Former RBI Guv Urjit Patel Appointed Beijing-Based AIIB Vice-President
Urjit Patel, who was the ex-governor of the Reserve Bank of India (RBI), has indeed been named vice president of the Asian Infrastructure Investment Bank (AIIB), a Beijing-based multilateral developmental institution.
DJ Pandian, who is an ex Gujarat chief secretary who has served as AIIB's vice president and chief investment officer since 2016, the year the financial institution was founded with India as its second-biggest investor behind China, will step down.
Patel is the present chairperson of the National Institute of Public Finance and Policy, a finance ministry-affiliated research organization.
Urjit Patel, a Nairobi native, is rumoured to have resigned as governor of the Reserve Bank of India in 2018 due to disagreements with the National Democratic Alliance administration over fiscal policy.
At quite a moment whenever the AIIB is growing its impact in emerging nations, particularly India, the well-known Indian analyst would take over as vice-president.
Since its founding six years ago, India has been the AIIB's biggest borrower.
In an interview with the press close to the end of the previous year, departing Pandian stated that India is the AIIB's largest investment market, with twenty-eight initiatives worth $6.71 billion.
China, Turkey, Indonesia, and Bangladesh are the institution's subsequent 4 debtors, with a combined investment of almost $7 billion.
According to Pandian, the AIIB has sponsored initiatives in India across all areas, particularly in the transportation and power sectors.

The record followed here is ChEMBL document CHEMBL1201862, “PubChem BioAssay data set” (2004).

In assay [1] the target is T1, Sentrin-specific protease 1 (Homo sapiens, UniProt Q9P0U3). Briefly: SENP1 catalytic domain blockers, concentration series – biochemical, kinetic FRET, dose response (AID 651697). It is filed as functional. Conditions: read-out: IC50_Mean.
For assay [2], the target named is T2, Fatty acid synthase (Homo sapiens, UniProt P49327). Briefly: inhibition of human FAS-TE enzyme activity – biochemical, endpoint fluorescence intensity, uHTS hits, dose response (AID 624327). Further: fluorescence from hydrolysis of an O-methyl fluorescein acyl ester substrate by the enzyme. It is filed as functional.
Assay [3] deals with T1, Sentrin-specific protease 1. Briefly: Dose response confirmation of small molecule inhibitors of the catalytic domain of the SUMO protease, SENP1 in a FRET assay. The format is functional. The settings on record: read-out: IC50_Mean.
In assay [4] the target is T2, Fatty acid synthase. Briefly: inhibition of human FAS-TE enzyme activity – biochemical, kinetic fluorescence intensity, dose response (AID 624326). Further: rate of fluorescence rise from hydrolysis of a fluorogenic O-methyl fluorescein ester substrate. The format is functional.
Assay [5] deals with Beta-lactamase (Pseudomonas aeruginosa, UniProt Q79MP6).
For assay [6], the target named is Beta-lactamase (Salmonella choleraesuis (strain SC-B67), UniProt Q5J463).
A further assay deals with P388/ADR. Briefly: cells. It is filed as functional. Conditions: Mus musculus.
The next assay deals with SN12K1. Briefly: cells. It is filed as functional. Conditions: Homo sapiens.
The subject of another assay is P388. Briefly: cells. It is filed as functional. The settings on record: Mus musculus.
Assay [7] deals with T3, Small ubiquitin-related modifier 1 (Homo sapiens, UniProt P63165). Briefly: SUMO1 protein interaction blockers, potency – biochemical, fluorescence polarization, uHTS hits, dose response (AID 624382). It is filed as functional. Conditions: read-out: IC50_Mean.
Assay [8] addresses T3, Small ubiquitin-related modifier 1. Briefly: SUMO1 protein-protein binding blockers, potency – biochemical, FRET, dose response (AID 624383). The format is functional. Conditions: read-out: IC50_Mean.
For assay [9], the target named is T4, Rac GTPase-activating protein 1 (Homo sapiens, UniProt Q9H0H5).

India has requested a $2 billion financing from the Asian Development Bank (ADB) in Manila and the AIIB to buy 667 million Covid-19 vaccines to immunise a minimum of 317 million of the population in 19 provinces throughout the nation.
The AIIB authorised the $150 million Sustainable Urban Service Program, Chennai City Partnership in December, to strengthen organizations and improve the market and reliability viability of highly urbanized operations in Chennai.
According to Pandian, who was highlighted in an AIIB announcement made after the initiative was authorized, they were assisting India in increasing their resilience and meeting their goals even in the most challenging of circumstances. They see this initiative as a preliminary step in the AIIB's long-term collaboration with India, and in this instance, Chennai, by backing the administration's spending plan.
In the old days, the ex Indian bureaucrat has worked to dispel the misconception that the AIIB is a Chinese financial institution, claiming that it has evolved into a multinational bank that is the leading lender of infrastructure investments in Asia.
Except for the United States and Japan, the majority of industrialised and emerging nations have entered the financial institution.
According to an AIIB assessment released in December, India could benefit from a larger involvement percentage in global value chains (GVC) to speed up its recovery from the outbreak. According to the AIIB's Asian Infrastructure Finance Report for 2021, GVC involvement in India would depend on a mix of upgrading construction, boosting institutional integrity, and improving logistics efficiency, capacities, and connection with the hinterland.
Iraq's request to enter the AIIB was accepted at the end of December, making it the institution's 51st regional member, bringing its total participation to 105.
As of the 22nd of October, the AIIB had authorized 147 initiatives totalling $28.97 billion in thirty-one nations.